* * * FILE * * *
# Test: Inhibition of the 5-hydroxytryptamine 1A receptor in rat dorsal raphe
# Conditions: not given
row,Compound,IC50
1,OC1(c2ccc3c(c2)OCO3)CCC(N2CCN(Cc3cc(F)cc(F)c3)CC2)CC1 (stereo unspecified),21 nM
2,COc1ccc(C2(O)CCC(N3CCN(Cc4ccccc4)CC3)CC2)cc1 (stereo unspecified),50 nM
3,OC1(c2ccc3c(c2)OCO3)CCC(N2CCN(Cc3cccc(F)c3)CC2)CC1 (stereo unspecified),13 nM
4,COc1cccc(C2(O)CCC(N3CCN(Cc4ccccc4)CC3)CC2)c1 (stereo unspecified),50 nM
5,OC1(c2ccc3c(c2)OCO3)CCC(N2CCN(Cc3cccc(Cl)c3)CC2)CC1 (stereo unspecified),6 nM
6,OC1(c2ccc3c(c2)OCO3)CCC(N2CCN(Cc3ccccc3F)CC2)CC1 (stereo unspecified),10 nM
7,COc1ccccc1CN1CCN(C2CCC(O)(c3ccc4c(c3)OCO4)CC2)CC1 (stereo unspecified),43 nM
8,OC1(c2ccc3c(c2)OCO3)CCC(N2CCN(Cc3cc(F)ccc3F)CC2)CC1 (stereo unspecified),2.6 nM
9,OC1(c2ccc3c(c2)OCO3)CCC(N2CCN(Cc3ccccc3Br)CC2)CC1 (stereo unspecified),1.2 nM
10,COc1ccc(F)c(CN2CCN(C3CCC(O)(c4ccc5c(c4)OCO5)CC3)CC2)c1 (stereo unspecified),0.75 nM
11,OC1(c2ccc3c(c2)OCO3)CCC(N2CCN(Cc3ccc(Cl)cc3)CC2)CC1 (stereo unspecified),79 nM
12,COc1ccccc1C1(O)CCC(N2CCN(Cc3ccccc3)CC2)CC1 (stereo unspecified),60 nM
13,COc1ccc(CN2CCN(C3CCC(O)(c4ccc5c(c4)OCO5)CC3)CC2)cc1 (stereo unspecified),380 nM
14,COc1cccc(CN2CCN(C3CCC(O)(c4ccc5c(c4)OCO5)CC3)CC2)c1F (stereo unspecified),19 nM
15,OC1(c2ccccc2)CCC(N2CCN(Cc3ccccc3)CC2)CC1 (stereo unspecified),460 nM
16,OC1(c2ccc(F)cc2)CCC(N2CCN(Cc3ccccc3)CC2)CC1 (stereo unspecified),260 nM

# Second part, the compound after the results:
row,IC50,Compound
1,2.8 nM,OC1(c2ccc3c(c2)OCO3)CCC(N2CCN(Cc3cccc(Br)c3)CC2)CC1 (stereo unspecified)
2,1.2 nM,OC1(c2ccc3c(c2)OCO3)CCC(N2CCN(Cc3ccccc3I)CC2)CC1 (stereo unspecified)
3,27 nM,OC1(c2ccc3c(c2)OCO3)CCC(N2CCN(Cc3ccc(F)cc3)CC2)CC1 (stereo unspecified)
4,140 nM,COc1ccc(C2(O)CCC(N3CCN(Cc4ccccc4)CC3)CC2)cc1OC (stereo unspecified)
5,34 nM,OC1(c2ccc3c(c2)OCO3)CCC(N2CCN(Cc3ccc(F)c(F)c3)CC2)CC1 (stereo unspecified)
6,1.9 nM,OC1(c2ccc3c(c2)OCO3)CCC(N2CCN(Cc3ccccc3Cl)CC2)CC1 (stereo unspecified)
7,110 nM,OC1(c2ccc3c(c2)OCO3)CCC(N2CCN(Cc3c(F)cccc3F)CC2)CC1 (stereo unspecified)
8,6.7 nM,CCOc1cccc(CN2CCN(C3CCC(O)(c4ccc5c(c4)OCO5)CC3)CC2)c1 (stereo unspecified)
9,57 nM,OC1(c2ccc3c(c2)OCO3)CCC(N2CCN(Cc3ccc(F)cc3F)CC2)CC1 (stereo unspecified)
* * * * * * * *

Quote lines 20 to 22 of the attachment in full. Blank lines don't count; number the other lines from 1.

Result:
# Second part, the compound after the results:
row,IC50,Compound
1,2.8 nM,OC1(c2ccc3c(c2)OCO3)CCC(N2CCN(Cc3cccc(Br)c3)CC2)CC1 (stereo unspecified)